Jurisprudence of the Baroque
A Census of Seventeenth Century Italian Legal Imprints (A-G)
Compiled by Douglas J. Osler
Studien zur europäischen Rechtsgeschichte 235
Bibliographica Iuridica 4
Frankfurt am Main: Klostermann 2009. LVII, 849 S.
The European legal history of the modern period between 1500 and 1800 has been notoriously neglected in traditional legal-historical scholarship. From the time of Savigny, the resultant historiographical void between the Middle Ages and the nineteenth century was occupied with the concept of a translatio studii, a succession of juristic schools said to have carried the torch of jurisprudence from medieval Italy to France to the Netherlands and finally to Germany. In this scheme both Italy and Spain were wholly omitted from the legal history of the modern period, or at best relegated to the role of decadent Bartolist backwaters in the on-flowing European legal stream. The currently dominant notion of a European ius commune, a uniform legal culture which prevailed throughout Europe from the eleventh century to the era of codifications, is no less simplistic and no less devoid of any basis in historical research. Both conceptions have been propagated by modern jurists seeking a theatrically impressive historical backdrop for their contemporary legal agendas, rather than by historians interested in researching the reality of the European legal past.
The present work in usum historicorum represents the first attempt to assemble the totality of the juristic production of a major European country for an entire century of the modern period. It is based on over twenty years' research in a series of important libraries in Milan, Florence, Siena, Rome and Naples, on the vast holdings of the Max Planck Institute in Frankfurt and the Robbins Collection in Berkeley, as well as drawing on important modern published catalogues such as those of Cambridge and the British Library. Where possible, the holdings of specialist legal libraries have been described in their entirety through direct inspection of the books. Each edition is given a detailed bibliographical description including author, extensive title transcription, imprint, colophon, format and pagination; every library copy is listed with its individual shelf-mark.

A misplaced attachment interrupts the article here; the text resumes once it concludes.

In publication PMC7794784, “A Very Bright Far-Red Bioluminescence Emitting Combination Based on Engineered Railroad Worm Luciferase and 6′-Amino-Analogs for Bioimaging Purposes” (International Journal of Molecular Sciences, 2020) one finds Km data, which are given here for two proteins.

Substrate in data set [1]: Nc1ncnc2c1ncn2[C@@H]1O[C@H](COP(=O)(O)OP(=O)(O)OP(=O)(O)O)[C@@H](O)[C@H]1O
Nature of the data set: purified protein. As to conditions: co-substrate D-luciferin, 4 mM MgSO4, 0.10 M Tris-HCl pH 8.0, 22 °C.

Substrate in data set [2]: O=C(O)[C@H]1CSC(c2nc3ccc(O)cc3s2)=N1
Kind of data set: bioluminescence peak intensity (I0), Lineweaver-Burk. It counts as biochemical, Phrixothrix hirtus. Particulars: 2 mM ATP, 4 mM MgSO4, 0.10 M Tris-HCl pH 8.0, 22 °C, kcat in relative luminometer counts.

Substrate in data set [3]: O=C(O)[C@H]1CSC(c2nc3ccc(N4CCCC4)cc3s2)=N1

The three volumes seek to register all editions of works of law printed in Italy between 1601 and 1700 and together encompass over 7,700 editions. A special section is devoted to legal sources and lists the published statutes of Italian cities and regions; the enactments of trade, professional, educational, beneficent and religious associations; and the constitutions of religious orders and congregations. A significant feature is a complete record of over 750 editions of the decrees of all provincial, diocesan and local synods published in Italy in the seventeenth century. The accompanying PDF file on CD-Rom enables the user to quickly search any word throughout the catalogue.
The production of well over a thousand jurists, the vast majority hitherto unknown to legal-historical scholarship, is here made accessible for the first time. The resulting record of the legal printing of Counter-Reformation Italy reveals that these jurists were almost exclusively Italian or Spanish, with only a very small number of jurists from the Protestant North admitted through specially prepared editions expurgated according to the rules of the Inquisition. The full range of the canon law of the Catholic Church, effectively eliminated in Germany and the Northern Netherlands after the Reformation, here stands at centre stage. The legal works applicable to the monastic and other religious orders, which continued to flourish in seventeenth century Italy, and to the jurisdictions of different ecclesiastical institutions and officials, are notable features. The intricate exposition of the casus conscientiae by the theological jurists is one of the most comprehensively represented genres. There is also an exhaustive survey of the many collections of consilia and decisiones compiled by the jurists serving the great tribunals of Italy: the senates of Milan, Piedmont and Mantua; the Rotae of Florence, Siena, Genoa, Lucca, Bologna, Ferrara, Perugia, the Marche, Macerata and of course the Sacra Rota Romana itself; and finally the whole network of courts operating in the Kingdom of Naples and Sicily.
The bibliography for the first time presents the juristic literary production of an Italo-Spanish Rechtskreis that stands in marked contrast to the world of the French coûtumes, arrêts and grandes ordonnances on the one hand, and to the more humanistically orientated Germano-Dutch legal sphere on the other. It thus exposes the superficiality of the prevailing legal-historical discourse of an undifferentiated ius commune in Western Europe in the sixteenth to eighteenth centuries, and challenges the legal historian to begin a serious study of the diversity that existed among the legal systems of continental Europe in the modern period.
This bibliography will prove an indispensable research resource not just for the historian of law, but for anyone interested in the Church, social relations and the general culture of Italy in the century of the Baroque.